Every now and then I will get an email from a young aspiring baker who gets a real kick-start from this blog. Shealey is one such person. She’s a dessert enthusiast who loves photography, puppy dogs and painting pictures – sound familiar? She’s definitely a kindred spirit. Last Christmas she emailed me to share how much she enjoys reading Sprinkle Bakes, and I thought that was so very nice of her.
I recently received another email from Shealey saying that she is turning 13 years old this month, and asked if I would consider featuring Turkish Delight on my blog. She and her friends plan to watch the Narnia movie trilogy on her birthday, and instead of popcorn they’ll be having Turkish Delight. I love the Chronicles of Narnia and was more than happy to oblige. In fact, I’ve wanted to make a White Witch cake ever since I saw the Snow Queen cake in the book Enchanted Cakes by Debbie Brown. This was a perfect opportunity! Although the cake structure is much the same as the one in Debbie’s book, my White Witch cake was scaled down to one 9″ layer and the rest of the decorating was very much improvised.
“It is dull, Son of Adam, to drink without eating,” said the Queen presently. “What would you like best to eat?”
“Turkish Delight, please, your Majesty,” said Edmund.
The Queen let another drop fall from her bottle on to the snow, and
instantly there appeared a round box, tied with green silk ribbon,
which, when opened, turned out to contain several pounds of the best
Turkish Delight. Each piece was sweet and light to the very centre and
Edmund had never tasted anything more delicious.
–excerpt, The Lion, the Witch and the Wardrobe.
I was intrigued (and skeptical) when I heard that Turkish Delight can be made in the microwave. I’ve only sampled the treat one other time from the shelves of Williams-Sonoma, so my comparison is limited. This version has a less sticky texture than the store-bought stuff, and it is delicately soft – a bit like a fruit jelly crossed with a soft gummy snack. I adapted a recipe- almost beyond recognition- from this New York Times article and was pleased when everything went according plan.
Microwave Turkish Delight [ printable version ]
Yield: 40-60 pieces of candy
Note: Make candy the day before serving so it will have time to set.
4 qt. microwave safe glass bowl – such as Pyrex
8×8 pan or standard loaf pan
Two pot holders
Knife or scissors
Make the candy:
2 1/2 cups of cold water
3/4 cup cornstarch, plus 1/2 cup for dusting candy squares
3 cups sugar
1/4 cup light corn syrup
1 tbsp. pure lemon extract
2 drops red or pink liquid food coloring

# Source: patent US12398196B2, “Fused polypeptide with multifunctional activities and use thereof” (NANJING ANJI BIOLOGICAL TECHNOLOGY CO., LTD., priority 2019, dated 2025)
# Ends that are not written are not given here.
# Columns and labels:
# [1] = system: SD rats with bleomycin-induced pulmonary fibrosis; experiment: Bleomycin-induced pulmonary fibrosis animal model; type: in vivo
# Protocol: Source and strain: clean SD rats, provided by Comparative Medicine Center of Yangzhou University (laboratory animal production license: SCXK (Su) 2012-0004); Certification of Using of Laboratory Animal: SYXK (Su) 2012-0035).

Cooking spray, or cooking oil (light taste, like canola) for greasing pan
1/2 cup powdered sugar
Ground pistachios *optional
Pour the water into a 4-quart glass bowl. Whisk in the 3/4 cup cornstarch 1/4 cup at a time until dissolved. Microwave mixture for 2 minutes; whisk smooth. Return to microwave and heat for 2-3 more minutes, or until the mixture starts to turn opaque. Whisk again – mixture should have the appearance of white paste.
Add sugar and corn syrup. Heat for 5 minutes in microwave. Remove bowl with pot holders and whisk smooth. Heat for 5 more minutes; remove and whisk smooth again. At this point the mixture will be thick and translucent. Heat for an additional 5 minutes and whisk in lemon juice and food coloring. Whisk until mixture is smooth and color is evenly distributed. Heat 3 more minutes in microwave. You’ll know when the mixture is done when you try to whisk the mixture and a large portion of the candy batter holds in the balloon of your whisk. Mixture will be very thick. You can check consistency by letting a small bit candy batter sit for a few minutes in a condiment cup. When cooled a little, you should be able to pick it up and roll it into a ball without it being tacky. If your batter has not reached consistency, heat at 3 minute intervals until consistency is achieved.
Grease the 8×8 or loaf pan with cooking spray or oil and pour in candy batter. Spray/grease the back of a spoon -the batter doesn’t spread well, so just do the best you can to spread it evenly with the back of greased spoon. Let candy set up at room temperature until firm enough to handle. This may take several hours – mine set up in about two.
Cut candy with a sharp knife or scissors into even squares. You can do this in the pan or turn the block of candy out on a cutting board dusted with cornstarch. I cut mine a little larger than usual at about 1 1/2″ square. In a bowl, combine the remaining 1/2 cup cornstarch and 1/2 cup powdered sugar. Roll candy in mixture. Serve candy topped with pistachios on a tray with cocktail picks, or in individual paper cups.
Rosewater may be used in place of the lemon extract – though you may want to start with 1/2 tsp. and increase amount to taste.
Seeds of one vanilla bean may be added to both rosewater and lemon batters.